MPRB seeks to incorporate the arts into projects when it can, by partnering with the City of Minneapolis’s public art program. Even without the specific inclusion of art in park improvements, however, creative and inspiring design is a key part of the park improvement process.

Additional Information

The following chart documents requested allocations by rehabilitation category (2021-2026 MPRB Neighborhood Park Capital Program).


2022

ADA Improvements: $700,000 Net Debt Bonds

General Building Improvements: $350,000 Net Debt Bonds

Roofs: $600,000 Net Debt Bonds and $175,000 Capital Levy

HVAC Systems: $350,000 Net Debt Bonds

Park Lighting: $200,000 Net Debt Bonds

Below-grade Infrastructure: $50,000 Net Debt Bonds

Sidewalks and Pavement: $350,000 Net Debt Bonds

Operations Centers: $150,000 Net Debt Bonds and $270,000 Capital Levy

Neighborhood Park Amenities: $450,000 Net Debt Bonds

Synthetic Turf Rehabilitation: $150,000 Capital Levy


2023

ADA Improvements: $700,000 Net Debt Bonds

General Building Improvements: $350,000 Net Debt Bonds

Roofs: $600,000 Net Debt Bonds

HVAC Systems: $350,000 Net Debt Bonds

Park Lighting: $200,000 Net Debt Bonds

Below-grade Infrastructure: $50,000 Net Debt Bonds

Sidewalks and Pavement: $375,000 Net Debt Bonds

Operations Centers: $150,000 Net Debt Bonds and $270,000 Capital Levy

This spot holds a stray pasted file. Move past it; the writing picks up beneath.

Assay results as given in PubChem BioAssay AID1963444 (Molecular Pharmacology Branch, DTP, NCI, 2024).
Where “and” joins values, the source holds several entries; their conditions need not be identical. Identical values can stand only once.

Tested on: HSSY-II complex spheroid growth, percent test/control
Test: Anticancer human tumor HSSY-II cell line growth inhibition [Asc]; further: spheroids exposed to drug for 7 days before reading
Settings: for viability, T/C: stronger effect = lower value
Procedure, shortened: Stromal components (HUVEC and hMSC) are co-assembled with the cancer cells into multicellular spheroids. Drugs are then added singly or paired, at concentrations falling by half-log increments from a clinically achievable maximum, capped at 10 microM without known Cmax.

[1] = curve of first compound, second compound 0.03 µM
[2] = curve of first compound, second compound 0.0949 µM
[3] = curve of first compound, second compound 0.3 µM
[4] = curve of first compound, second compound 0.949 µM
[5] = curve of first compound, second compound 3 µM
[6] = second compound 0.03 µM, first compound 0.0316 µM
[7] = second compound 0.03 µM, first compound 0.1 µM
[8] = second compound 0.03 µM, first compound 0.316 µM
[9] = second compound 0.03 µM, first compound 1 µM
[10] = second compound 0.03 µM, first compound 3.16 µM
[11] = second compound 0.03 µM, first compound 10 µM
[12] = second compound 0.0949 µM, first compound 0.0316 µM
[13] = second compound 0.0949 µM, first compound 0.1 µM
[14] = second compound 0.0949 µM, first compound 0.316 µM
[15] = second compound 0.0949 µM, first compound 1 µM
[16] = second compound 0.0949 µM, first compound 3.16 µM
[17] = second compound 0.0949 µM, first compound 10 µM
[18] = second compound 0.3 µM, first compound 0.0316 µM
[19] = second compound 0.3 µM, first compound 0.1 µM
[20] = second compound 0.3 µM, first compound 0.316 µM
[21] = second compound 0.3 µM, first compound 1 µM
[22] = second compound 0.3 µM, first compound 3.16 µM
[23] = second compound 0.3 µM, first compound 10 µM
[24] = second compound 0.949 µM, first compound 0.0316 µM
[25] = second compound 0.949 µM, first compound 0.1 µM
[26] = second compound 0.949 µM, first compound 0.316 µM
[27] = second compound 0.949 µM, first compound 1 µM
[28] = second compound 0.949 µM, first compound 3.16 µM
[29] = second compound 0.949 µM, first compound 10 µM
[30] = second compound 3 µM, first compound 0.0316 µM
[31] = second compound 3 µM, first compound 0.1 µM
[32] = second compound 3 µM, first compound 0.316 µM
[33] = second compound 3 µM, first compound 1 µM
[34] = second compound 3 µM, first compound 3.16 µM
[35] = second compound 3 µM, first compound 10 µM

Neighborhood Park Amenities: $450,000 Net Debt Bonds

Synthetic Turf Rehabilitation: $290,000 Capital Levy


2024

ADA Improvements: $700,000 Net Debt Bonds

General Building Improvements: $350,000 Net Debt Bonds

Roofs: $600,000 Net Debt Bonds

HVAC Systems: $350,000 Net Debt Bonds

Park Lighting: $200,000 Net Debt Bonds

Below-grade Infrastructure: $50,000 Net Debt Bonds

Sidewalks and Pavement: $350,000 Net Debt Bonds

Operations Centers: $150,000 Net Debt Bonds and $270,000 Capital Levy

Neighborhood Park Amenities: $450,000 Net Debt Bonds

Synthetic Turf Rehabilitation: $290,000 Capital Levy


2025

ADA Improvements: $700,000 Net Debt Bonds

General Building Improvements: $350,000 Net Debt Bonds

Roofs: $600,000 Net Debt Bonds

HVAC Systems: $200,000 Net Debt Bonds

Park Lighting: $200,000 Net Debt Bonds

Below-grade Infrastructure: $50,000 Net Debt Bonds

Sidewalks and Pavement: $500,000 Net Debt Bonds

Operations Centers: $150,000 Net Debt Bonds and $270,000 Capital Levy

Neighborhood Park Amenities: $450,000 Net Debt Bonds

Synthetic Turf Rehabilitation: $290,000 Capital Levy


2026

ADA Improvements: $700,000 Net Debt Bonds

General Building Improvements: $350,000 Net Debt Bonds

Roofs: $600,000 Net Debt Bonds

HVAC Systems: $200,000 Net Debt Bonds

Park Lighting: $200,000 Net Debt Bonds

Below-grade Infrastructure: $50,000 Net Debt Bonds

Sidewalks and Pavement: $500,000 Net Debt Bonds

Operations Centers: $150,000 Net Debt Bonds and $270,000 Capital Levy

Neighborhood Park Amenities: $450,000 Net Debt Bonds

Synthetic Turf Rehabilitation: $290,000 Capital Levy


2027

MPRB has not yet adopted a 2027 CIP year. For the purposes of this request, MPRB is assuming similar finding levels by category as in 2026:

ADA Improvements: $700,000 Net Debt Bonds

General Building Improvements: $350,000 Net Debt Bonds

Roofs: $600,000 Net Debt Bonds

HVAC Systems: $200,000 Net Debt Bonds

Park Lighting: $200,000 Net Debt Bonds

Below-grade Infrastructure: $50,000 Net Debt Bonds

Sidewalks and Pavement: $500,000 Net Debt Bonds

Operations Centers: $150,000 Net Debt Bonds and $270,000 Capital Levy

Neighborhood Park Amenities: $450,000 Net Debt Bonds

Synthetic Turf Rehabilitation: $290,000 Capital Levy